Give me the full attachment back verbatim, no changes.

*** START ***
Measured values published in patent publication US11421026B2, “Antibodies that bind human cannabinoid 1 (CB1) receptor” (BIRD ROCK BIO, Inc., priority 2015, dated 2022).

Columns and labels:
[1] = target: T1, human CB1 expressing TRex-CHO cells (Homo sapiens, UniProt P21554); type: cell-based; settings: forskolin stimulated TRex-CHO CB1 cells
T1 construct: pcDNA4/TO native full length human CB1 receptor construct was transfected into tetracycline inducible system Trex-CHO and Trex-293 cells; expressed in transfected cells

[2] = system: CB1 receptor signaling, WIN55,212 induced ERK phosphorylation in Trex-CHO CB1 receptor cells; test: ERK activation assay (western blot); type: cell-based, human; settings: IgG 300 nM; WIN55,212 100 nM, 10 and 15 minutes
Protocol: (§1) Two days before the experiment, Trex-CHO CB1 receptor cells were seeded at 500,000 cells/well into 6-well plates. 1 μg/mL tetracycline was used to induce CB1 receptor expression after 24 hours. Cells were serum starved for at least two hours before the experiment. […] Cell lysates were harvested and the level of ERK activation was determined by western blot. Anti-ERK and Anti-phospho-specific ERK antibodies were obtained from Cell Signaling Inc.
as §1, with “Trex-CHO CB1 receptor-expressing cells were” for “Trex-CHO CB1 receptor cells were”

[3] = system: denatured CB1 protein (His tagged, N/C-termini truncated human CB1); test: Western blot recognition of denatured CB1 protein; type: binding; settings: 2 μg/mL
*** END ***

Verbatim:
Measured values published in patent publication US11421026B2, “Antibodies that bind human cannabinoid 1 (CB1) receptor” (BIRD ROCK BIO, Inc., priority 2015, dated 2022).

Columns and labels:
[1] = target: T1, human CB1 expressing TRex-CHO cells (Homo sapiens, UniProt P21554); type: cell-based; settings: forskolin stimulated TRex-CHO CB1 cells
T1 construct: pcDNA4/TO native full length human CB1 receptor construct was transfected into tetracycline inducible system Trex-CHO and Trex-293 cells; expressed in transfected cells

[2] = system: CB1 receptor signaling, WIN55,212 induced ERK phosphorylation in Trex-CHO CB1 receptor cells; test: ERK activation assay (western blot); type: cell-based, human; settings: IgG 300 nM; WIN55,212 100 nM, 10 and 15 minutes
Protocol: (§1) Two days before the experiment, Trex-CHO CB1 receptor cells were seeded at 500,000 cells/well into 6-well plates. 1 μg/mL tetracycline was used to induce CB1 receptor expression after 24 hours. Cells were serum starved for at least two hours before the experiment. […] Cell lysates were harvested and the level of ERK activation was determined by western blot. Anti-ERK and Anti-phospho-specific ERK antibodies were obtained from Cell Signaling Inc.
as §1, with “Trex-CHO CB1 receptor-expressing cells were” for “Trex-CHO CB1 receptor cells were”

[3] = system: denatured CB1 protein (His tagged, N/C-termini truncated human CB1); test: Western blot recognition of denatured CB1 protein; type: binding; settings: 2 μg/mL